After yesterday's excitement, today we had a pretty nondescript day of diving. We're still diving at Darwin's Arch, but the currents have been either in unusual directions or entirely absent. As a result, we've seen almost no interesting animals at all: a few hammerheads, a couple of Galapagos sharks, some turtles. But nothing like the last few days.
Patricio, the dive leader, says he's never seen it like this here. Darwin's water is "always" clear, with predictable currents, he says. We're hoping for better tomorrow, before we head back down to Wolf Island in the afternoon.
It's amazing how the currents and conditions affect the life around the islands. The smaller bits of life on the reef go on. Poking around, we still see all the usual little fish going about their business, crabs, lobsters, morays, and so on. And there are still schools of fish in the water, especially creole fish. But the big critters are just not in evidence at all.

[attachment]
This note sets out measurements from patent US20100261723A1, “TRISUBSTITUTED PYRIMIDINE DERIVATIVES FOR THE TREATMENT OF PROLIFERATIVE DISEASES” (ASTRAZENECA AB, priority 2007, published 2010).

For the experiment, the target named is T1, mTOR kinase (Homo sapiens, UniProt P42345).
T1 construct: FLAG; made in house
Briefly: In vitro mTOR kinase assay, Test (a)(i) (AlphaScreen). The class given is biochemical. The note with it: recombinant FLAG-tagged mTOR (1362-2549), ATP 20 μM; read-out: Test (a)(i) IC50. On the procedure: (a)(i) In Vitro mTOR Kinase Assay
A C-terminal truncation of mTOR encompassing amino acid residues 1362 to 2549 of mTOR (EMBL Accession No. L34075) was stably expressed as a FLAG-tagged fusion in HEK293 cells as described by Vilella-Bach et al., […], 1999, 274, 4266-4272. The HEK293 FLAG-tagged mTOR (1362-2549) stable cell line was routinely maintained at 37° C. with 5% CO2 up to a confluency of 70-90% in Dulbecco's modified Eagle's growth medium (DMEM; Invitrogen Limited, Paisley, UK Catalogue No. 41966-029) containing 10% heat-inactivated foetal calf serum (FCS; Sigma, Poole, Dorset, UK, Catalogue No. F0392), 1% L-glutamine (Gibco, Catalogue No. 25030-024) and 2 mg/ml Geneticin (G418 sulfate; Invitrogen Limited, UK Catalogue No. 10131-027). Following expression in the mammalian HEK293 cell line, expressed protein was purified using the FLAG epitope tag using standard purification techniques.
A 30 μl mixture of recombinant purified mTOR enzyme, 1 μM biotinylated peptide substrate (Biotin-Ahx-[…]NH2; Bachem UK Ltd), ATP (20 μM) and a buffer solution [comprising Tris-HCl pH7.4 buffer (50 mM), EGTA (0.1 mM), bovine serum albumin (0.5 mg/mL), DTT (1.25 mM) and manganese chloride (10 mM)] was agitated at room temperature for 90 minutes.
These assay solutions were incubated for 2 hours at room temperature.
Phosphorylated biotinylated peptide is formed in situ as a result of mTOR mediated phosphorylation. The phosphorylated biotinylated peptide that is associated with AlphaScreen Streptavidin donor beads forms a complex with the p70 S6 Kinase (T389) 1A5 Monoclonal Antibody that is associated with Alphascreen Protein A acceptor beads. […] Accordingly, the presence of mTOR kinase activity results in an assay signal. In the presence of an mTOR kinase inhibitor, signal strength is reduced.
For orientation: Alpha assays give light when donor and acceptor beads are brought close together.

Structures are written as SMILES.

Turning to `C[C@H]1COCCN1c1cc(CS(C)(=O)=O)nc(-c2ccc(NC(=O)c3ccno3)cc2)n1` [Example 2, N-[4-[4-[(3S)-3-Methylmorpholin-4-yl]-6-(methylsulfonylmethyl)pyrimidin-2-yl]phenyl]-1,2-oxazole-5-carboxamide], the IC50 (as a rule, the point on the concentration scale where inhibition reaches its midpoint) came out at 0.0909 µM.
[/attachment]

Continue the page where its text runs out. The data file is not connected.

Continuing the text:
One of the striking things about diving here has been the abundance in the ocean. Big schools of fish, big schools of sharks, big creatures like the whale shark taking advantage of the rich plankton brought in by the currents. Indeed, one of the reasons we're here is to document that abundance. A group I work with, the Center for Oceanic Awareness, Research, and Education (COARE) is here shooting video to help educate people about what a healthy ocean should look like. We can then contrast it with overfished, overused areas elsewhere.
But with the currents calm, much of that life seems to have gone elsewhere. We speculate about the effects of global warming on currents. Maybe it's just the change of seasons. Only time will tell.